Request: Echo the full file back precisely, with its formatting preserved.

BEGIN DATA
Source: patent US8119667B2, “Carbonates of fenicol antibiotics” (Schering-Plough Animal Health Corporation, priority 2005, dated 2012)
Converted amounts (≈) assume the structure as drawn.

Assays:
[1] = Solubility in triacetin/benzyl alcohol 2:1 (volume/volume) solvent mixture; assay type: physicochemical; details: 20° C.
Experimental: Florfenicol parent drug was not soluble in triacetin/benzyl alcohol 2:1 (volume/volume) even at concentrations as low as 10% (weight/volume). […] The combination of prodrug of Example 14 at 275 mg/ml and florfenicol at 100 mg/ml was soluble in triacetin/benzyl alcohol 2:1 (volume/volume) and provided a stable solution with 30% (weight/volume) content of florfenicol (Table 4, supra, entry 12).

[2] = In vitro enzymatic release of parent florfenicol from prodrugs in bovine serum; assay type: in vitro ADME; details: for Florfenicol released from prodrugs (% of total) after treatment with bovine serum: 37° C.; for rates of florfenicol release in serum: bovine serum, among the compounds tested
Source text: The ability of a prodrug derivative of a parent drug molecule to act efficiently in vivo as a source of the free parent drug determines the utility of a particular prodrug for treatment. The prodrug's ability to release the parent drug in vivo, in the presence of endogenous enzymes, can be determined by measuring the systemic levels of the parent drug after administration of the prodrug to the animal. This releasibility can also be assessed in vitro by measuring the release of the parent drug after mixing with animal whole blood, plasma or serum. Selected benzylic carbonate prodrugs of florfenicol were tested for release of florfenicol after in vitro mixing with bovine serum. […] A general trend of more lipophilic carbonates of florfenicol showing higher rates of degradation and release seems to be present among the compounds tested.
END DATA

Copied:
Source: patent US8119667B2, “Carbonates of fenicol antibiotics” (Schering-Plough Animal Health Corporation, priority 2005, dated 2012)
Converted amounts (≈) assume the structure as drawn.

Assays:
[1] = Solubility in triacetin/benzyl alcohol 2:1 (volume/volume) solvent mixture; assay type: physicochemical; details: 20° C.
Experimental: Florfenicol parent drug was not soluble in triacetin/benzyl alcohol 2:1 (volume/volume) even at concentrations as low as 10% (weight/volume). […] The combination of prodrug of Example 14 at 275 mg/ml and florfenicol at 100 mg/ml was soluble in triacetin/benzyl alcohol 2:1 (volume/volume) and provided a stable solution with 30% (weight/volume) content of florfenicol (Table 4, supra, entry 12).

[2] = In vitro enzymatic release of parent florfenicol from prodrugs in bovine serum; assay type: in vitro ADME; details: for Florfenicol released from prodrugs (% of total) after treatment with bovine serum: 37° C.; for rates of florfenicol release in serum: bovine serum, among the compounds tested
Source text: The ability of a prodrug derivative of a parent drug molecule to act efficiently in vivo as a source of the free parent drug determines the utility of a particular prodrug for treatment. The prodrug's ability to release the parent drug in vivo, in the presence of endogenous enzymes, can be determined by measuring the systemic levels of the parent drug after administration of the prodrug to the animal. This releasibility can also be assessed in vitro by measuring the release of the parent drug after mixing with animal whole blood, plasma or serum. Selected benzylic carbonate prodrugs of florfenicol were tested for release of florfenicol after in vitro mixing with bovine serum. […] A general trend of more lipophilic carbonates of florfenicol showing higher rates of degradation and release seems to be present among the compounds tested.